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Welcome to NCM's Up to Speed Blog

Forward Thinking: Internal Combustion Engines and Electrification

Written By: Jerry Powers
Posted on December 05, 2019

It wasn’t very long ago that weird little vehicles, powered by electricity, started popping up. No fumes, no gas or diesel— just plug them in and you’re ready to go. In the beginning, electric vehicles (EVs) were more novelty than practical. They had limited range and gave birth to the very real issue of “Range Anxiety.” Today however, we live in a different reality. Automakers are no longer seeing EVs as trendy, novelty cars, but as a true industry disruptor.

In an interview with Auto Motor und Sport, Markus Schaefer, the head of research and development for the Mercedes-Benz division of Daimler, says his company currently has no plans to develop next-generation internal combustion engines (ICE). Instead, it is shifting its focus to the development of electric powertrains and batteries.

Håkan Samuelsson, Volvo President and CEO, states on their website, “We are determined to be the first premium car maker to move our entire portfolio of vehicles into electrification.”

Today, there are more and more electrics being introduced and many of them seem more advanced than their comparative ICE counterparts. Some EVs no longer use keys; some get automatic updates by Wi-Fi; some have no buttons, dials, or switches on the dash; and some are run completely by a computer screen. There is clearly emphasis being placed on innovation when it comes to EVs compared to the traditional ICE vehicles.

Why Is This Important?

Why am I bringing it up here in the hallowed halls of dealer world? Look at the chart below.

Have you noticed over the last year, regardless of your opinion of their CEO, that Tesla has quietly slipped into the overall rankings ahead of Cadillac, Acura, Lincoln, Volvo, Land Rover, and a slew of other well-vetted brands? They don’t have dealers and they don’t advertise, and yet
they are the only manufacturer that has a double-digit increase over last year’s sales. Yes, they have yet to make a profit (and that may come to bite them in the rear), but they are an interesting peek into what might be coming.

Be Forward Thinking. Be Ready.

While the focus on EV vs ICE talk in recent years has been around vehicle sales, I want to change the conversation topic to your service department. Forward thinkers, and those that want to get ahead of market trends, will be prepared to take advantage of more EVs on the road.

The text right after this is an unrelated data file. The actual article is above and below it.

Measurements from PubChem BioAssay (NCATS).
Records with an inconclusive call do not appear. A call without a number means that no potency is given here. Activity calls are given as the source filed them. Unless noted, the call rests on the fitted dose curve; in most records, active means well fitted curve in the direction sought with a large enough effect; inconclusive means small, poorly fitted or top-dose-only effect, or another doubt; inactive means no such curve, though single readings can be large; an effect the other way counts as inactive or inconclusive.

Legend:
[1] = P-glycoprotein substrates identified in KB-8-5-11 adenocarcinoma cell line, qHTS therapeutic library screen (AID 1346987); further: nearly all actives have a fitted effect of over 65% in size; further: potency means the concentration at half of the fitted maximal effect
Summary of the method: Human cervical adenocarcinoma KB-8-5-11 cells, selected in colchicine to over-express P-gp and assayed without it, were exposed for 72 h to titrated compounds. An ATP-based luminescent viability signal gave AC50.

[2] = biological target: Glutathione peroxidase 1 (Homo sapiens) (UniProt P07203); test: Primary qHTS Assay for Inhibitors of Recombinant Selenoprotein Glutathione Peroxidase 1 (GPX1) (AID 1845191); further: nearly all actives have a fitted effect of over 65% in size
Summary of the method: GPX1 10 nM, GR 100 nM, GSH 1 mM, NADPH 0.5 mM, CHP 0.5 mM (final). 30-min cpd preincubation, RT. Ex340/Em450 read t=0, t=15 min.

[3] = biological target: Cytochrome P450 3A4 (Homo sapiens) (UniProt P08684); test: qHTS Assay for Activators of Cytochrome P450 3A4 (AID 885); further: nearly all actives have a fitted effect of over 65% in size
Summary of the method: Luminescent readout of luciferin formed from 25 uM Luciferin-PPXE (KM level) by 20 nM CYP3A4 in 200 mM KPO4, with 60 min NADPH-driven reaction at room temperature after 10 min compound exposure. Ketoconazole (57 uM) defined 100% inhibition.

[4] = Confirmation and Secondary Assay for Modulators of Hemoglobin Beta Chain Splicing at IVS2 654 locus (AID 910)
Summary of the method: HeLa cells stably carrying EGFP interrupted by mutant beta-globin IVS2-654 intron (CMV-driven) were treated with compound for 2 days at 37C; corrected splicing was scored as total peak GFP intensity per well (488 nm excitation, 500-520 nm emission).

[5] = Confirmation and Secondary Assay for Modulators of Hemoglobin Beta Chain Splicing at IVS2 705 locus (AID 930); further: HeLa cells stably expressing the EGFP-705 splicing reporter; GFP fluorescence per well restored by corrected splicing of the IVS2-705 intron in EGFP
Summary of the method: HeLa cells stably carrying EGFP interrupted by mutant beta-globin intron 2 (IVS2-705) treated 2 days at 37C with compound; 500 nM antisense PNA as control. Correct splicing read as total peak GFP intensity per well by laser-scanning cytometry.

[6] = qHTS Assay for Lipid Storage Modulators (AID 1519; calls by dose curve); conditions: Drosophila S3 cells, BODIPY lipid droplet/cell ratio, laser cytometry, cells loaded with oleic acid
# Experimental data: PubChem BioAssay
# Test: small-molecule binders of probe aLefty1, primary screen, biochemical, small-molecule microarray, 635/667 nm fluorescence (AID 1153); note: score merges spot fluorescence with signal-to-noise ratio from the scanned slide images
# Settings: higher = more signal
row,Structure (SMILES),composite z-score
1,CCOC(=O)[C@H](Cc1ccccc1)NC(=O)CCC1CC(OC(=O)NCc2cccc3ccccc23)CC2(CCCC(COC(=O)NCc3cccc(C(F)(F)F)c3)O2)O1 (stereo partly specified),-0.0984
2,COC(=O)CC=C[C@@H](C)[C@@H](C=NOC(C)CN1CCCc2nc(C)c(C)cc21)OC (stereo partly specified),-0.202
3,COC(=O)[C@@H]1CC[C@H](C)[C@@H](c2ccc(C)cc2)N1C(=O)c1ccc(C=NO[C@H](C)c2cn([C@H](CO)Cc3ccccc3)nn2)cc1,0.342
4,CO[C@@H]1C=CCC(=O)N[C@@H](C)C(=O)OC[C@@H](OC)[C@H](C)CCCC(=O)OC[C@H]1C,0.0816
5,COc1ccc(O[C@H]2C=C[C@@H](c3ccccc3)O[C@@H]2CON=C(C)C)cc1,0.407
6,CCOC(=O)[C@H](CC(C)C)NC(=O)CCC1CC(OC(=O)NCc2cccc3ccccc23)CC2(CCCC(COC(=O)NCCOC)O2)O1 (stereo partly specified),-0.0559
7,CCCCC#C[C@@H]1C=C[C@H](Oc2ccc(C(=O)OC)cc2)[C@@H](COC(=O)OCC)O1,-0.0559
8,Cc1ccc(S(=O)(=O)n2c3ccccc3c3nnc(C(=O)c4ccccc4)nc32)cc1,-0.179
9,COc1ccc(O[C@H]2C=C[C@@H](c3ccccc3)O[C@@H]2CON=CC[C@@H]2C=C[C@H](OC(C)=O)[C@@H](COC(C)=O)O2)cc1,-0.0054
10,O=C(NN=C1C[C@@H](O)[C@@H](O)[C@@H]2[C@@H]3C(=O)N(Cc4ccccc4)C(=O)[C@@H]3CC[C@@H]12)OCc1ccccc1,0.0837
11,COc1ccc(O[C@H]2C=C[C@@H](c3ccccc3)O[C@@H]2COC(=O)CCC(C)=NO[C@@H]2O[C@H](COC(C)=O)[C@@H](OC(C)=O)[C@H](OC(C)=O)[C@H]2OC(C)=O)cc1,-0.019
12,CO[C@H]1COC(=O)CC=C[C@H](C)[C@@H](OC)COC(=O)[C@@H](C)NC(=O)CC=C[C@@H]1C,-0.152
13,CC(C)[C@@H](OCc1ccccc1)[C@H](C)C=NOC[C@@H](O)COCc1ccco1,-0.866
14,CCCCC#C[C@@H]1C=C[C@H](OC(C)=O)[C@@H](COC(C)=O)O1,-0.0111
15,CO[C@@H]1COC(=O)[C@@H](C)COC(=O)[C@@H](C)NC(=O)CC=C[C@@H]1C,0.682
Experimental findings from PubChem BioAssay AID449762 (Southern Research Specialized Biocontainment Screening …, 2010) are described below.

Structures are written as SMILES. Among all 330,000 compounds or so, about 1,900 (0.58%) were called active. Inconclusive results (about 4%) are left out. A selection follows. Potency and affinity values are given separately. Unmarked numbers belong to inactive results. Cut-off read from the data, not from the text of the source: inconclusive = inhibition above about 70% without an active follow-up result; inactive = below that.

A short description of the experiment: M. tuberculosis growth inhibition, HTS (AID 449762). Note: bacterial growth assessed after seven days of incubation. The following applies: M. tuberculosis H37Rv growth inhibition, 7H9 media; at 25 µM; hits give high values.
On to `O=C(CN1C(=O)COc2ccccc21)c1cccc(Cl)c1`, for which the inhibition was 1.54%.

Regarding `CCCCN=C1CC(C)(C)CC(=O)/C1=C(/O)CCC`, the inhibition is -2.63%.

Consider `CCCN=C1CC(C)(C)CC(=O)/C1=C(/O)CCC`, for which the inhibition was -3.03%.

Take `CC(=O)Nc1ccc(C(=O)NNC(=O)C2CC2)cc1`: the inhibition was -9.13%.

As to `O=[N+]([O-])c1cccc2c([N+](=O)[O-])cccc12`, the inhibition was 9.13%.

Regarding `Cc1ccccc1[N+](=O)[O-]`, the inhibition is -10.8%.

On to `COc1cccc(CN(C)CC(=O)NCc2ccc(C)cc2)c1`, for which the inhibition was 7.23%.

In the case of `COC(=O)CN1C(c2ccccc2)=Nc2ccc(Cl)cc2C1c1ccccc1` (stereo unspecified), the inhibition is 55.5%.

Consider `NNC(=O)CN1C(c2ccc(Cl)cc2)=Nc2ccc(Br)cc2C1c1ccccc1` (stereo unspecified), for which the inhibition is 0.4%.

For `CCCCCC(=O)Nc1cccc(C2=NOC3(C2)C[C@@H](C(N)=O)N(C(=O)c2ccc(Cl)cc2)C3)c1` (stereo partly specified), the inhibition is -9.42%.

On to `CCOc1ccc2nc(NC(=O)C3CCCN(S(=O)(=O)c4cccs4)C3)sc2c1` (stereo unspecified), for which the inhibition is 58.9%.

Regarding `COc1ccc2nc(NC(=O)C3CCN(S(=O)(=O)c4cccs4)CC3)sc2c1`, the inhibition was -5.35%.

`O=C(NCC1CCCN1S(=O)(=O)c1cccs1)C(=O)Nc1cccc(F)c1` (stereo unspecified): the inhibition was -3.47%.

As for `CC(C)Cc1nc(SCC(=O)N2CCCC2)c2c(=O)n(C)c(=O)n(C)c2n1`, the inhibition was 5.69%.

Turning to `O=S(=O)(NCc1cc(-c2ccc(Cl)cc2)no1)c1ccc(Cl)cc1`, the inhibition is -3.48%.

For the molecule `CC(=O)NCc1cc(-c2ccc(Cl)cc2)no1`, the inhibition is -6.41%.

For service departments, EVs are a different animal. Basically, an electric vehicle is a battery bank, a motor or two, and a panel to control both. That’s it! There are no rear ends, transmissions, water pumps, fuel pumps, power steering pumps, fuel filters, oil filters, air filters, fuel injection pumps, injectors, EGR valves, ignitors, etc. The only thing these vehicles have in common with ICE vehicles are tires, suspension, body, brakes, and washer fluid.

As forward-thinkers, let’s think over the following questions:

  • What is needed in the future to ensure the long-term success of your service department?
  • How much should you be investing right now to expand your service operation?

It will take years for electric vehicles to replace ICE vehicles. As of 2018, there were 276.1 million vehicles registered in the United States. They will not just up and disappear, but electric vehicles will start to erode our current base, and they will require far less maintenance.

What Can Dealers Do?

1. Change Hours and Maximize Capacity Before Adding Lifts

My first suggestion would be to go to 2-3 shifts, 13-hour days, or whatever you can reasonably do to use the facility you have to maximize its capacity. Plan for all internal work and pre-delivery inspections (PDIs) to be done at night along with valet customer cars while customers sleep. Remember, most service departments sit idle for 3/4 of the day. Maximize your efficiency!

2. Become Very Good at Selling Used Vehicles

After you make sure you have fully utilized your current facility before adding to it, I would place a big focus on mastering the art of selling used vehicles. The more you sell and retain for future repairs, the more opportunities you will have coming into your shop down the line.

The market will change, and we must be ready for it. It’s not whether you will be at risk, but how prepared you are for that risk.

Want Additional Support?

We at NCM realize that this is an ever-changing landscape, and we are always here to help in any way we can. From 20 Groups and in-classroom training to in-dealership consultations and software and business intelligence, we provide our clients with the most up-to-date information to help them make educated decisions as it relates to their businesses. If you are interested in learning more, feel free to give us a call at 866-661-8288.

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